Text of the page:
Stellantis investment makes it 2nd largest shareholder in lithium supplier
Jeep maker Stellantis NV is investing nearly $53 million (50 million euro) into its European lithium partner in an effort to create a reliable supply chain of the critical mineral for electric-vehicle batteries.
The equity investment in Vulcan Energy Resources Ltd. makes the automaker Vulcan's second largest shareholder with 8% ownership. The deal also extends its agreement announced in November with the Australia-based miner to 10 years from five. This comes after Stellantis CEO Carlos Tavares has warned about the potential for battery shortages later this decade as global productions of EVs grows.
“Making this highly strategic investment in a leading lithium company will help us create a resilient and sustainable value chain for our European electric vehicle battery production,” Tavares said in a statement. “We continue our quest of forming strong relationships with partners who share our values as we collectively fight against global warming and provide clean, safe and affordable mobility to our customers.”
The investment will support Vulcan’s expanded drilling in its Upper Rhine Valley brine field in Germany. It plans to produce lithium hydroxide starting in mid-2024 without fossil fuels and a net-zero carbon footprint under the Zero Carbon Lithium Project.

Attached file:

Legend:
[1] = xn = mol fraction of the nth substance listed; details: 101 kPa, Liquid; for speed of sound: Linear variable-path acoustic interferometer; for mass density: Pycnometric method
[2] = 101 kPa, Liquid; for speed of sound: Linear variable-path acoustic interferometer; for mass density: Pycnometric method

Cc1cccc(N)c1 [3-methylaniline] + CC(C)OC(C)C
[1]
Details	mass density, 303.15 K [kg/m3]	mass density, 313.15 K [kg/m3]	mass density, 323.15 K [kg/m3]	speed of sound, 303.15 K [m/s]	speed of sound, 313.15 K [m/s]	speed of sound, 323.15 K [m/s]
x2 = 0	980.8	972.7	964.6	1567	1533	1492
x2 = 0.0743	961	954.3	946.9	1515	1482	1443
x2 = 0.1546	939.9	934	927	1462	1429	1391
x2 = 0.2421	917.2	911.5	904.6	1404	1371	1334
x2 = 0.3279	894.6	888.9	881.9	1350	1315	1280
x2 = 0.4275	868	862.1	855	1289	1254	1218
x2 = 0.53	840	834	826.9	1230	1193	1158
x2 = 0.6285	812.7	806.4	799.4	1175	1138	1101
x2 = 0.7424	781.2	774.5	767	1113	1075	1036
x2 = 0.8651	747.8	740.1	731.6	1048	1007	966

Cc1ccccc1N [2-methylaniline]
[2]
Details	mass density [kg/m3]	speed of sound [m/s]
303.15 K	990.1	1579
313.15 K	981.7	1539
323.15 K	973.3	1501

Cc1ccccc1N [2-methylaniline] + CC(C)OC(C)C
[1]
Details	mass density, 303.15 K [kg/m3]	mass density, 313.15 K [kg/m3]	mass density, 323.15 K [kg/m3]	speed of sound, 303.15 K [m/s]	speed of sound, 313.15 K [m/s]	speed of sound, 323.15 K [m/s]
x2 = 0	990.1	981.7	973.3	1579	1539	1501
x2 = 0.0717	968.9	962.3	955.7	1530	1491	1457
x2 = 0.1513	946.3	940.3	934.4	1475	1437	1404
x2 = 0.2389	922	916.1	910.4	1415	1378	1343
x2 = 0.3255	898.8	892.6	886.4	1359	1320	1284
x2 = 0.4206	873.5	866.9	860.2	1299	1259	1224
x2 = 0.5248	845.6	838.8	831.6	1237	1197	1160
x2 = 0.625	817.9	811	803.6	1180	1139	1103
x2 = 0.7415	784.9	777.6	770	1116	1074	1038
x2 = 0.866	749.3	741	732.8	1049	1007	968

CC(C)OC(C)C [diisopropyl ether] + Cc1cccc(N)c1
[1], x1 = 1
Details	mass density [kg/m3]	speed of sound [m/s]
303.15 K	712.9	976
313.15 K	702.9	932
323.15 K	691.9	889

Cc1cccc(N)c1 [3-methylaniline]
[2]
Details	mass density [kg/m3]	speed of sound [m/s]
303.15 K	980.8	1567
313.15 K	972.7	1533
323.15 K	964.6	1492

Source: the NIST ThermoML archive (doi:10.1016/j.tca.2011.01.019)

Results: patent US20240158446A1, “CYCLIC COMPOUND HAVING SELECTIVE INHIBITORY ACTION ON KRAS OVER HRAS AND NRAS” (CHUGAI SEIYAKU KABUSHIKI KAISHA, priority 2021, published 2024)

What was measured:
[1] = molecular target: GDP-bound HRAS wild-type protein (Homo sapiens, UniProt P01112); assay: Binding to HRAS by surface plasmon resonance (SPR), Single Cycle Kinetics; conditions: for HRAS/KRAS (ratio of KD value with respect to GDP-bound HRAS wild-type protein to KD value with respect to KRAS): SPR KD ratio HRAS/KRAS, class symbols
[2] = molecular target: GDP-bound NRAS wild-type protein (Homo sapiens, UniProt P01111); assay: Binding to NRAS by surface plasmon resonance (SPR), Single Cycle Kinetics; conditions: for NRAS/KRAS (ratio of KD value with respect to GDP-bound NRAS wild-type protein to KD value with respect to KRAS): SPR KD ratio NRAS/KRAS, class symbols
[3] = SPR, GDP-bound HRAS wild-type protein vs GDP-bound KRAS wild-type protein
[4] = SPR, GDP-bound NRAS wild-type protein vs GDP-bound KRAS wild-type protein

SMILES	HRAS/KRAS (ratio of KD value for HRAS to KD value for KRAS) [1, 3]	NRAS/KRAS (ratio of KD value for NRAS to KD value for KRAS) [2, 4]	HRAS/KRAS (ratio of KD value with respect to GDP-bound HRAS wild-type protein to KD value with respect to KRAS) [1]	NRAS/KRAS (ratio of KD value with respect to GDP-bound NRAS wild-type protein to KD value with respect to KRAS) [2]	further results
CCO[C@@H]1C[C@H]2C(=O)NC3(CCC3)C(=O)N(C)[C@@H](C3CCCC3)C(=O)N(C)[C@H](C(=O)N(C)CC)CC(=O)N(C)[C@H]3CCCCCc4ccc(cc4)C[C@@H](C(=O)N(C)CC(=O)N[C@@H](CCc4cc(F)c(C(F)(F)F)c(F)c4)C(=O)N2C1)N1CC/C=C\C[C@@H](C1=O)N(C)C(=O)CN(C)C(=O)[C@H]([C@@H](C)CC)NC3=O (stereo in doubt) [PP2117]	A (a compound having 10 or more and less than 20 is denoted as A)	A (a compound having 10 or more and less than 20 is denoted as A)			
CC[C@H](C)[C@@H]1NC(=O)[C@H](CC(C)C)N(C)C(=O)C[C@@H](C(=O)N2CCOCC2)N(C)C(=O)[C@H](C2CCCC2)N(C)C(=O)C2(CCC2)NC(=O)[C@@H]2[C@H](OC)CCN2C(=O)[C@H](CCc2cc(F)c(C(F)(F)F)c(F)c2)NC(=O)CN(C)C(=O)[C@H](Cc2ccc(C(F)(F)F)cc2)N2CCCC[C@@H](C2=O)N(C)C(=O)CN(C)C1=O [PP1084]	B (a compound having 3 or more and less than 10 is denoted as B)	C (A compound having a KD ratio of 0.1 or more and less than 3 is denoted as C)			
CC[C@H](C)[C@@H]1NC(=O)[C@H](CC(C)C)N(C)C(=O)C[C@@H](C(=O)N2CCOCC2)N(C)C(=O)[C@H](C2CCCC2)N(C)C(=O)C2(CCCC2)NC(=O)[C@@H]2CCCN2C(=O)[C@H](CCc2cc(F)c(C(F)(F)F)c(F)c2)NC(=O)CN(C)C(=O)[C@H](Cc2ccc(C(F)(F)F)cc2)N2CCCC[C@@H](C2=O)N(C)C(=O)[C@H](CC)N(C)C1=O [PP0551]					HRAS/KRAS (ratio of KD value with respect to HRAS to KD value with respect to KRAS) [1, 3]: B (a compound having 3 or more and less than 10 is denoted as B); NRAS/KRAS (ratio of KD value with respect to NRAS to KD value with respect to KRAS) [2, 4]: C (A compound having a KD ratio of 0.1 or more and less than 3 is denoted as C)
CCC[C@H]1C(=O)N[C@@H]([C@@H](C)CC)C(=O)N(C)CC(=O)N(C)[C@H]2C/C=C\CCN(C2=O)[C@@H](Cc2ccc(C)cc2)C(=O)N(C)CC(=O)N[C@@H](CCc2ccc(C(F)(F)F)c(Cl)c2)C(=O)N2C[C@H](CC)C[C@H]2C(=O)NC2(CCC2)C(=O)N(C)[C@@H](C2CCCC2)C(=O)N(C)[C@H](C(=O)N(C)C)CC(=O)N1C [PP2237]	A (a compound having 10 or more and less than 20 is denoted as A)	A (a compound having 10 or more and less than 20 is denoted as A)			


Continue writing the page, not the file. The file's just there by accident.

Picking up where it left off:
The companies in November said under the five-year agreement, Vulcan would supply Stellantis with a minimum of more than 89,000 tons and a maximum of more than 109,000 tons lithium hydroxide. The resources will go to three battery plants in France, Germany and Italy. Pricing will be based on market prices on a take-or-pay basis.
“Stellantis’ significant investment in Vulcan and the Zero Carbon Lithium Project represents a strong statement by one of the world’s largest automakers regarding sustainable and strategic sourcing of battery materials,” Vulcan Managing Director Francis Wedin said in a statement. “We are fully aligned with Stellantis’ decarbonisation and electrification goals, which represent some of the most ambitious in the industry."
Stellantis is Vulcan's largest offtaker. The automaker, which is investment $35 billion into electrification and software by 2025, says 100% of its passenger cars sales will be all-electric in Europe by 2030 compared to half in the United States. It is seeking net-zero carbon status by 2038.
Vulcan also has lithium supply deals with French automaker Renault SA, Belgian recycling group Umicore NV and South Korea's LG Chem Ltd.
Stellantis' deal comes after the automaker also secured a lithium supply for North America from California under a 10-year agreement with Australia-based Controlled Thermal Resources Ltd.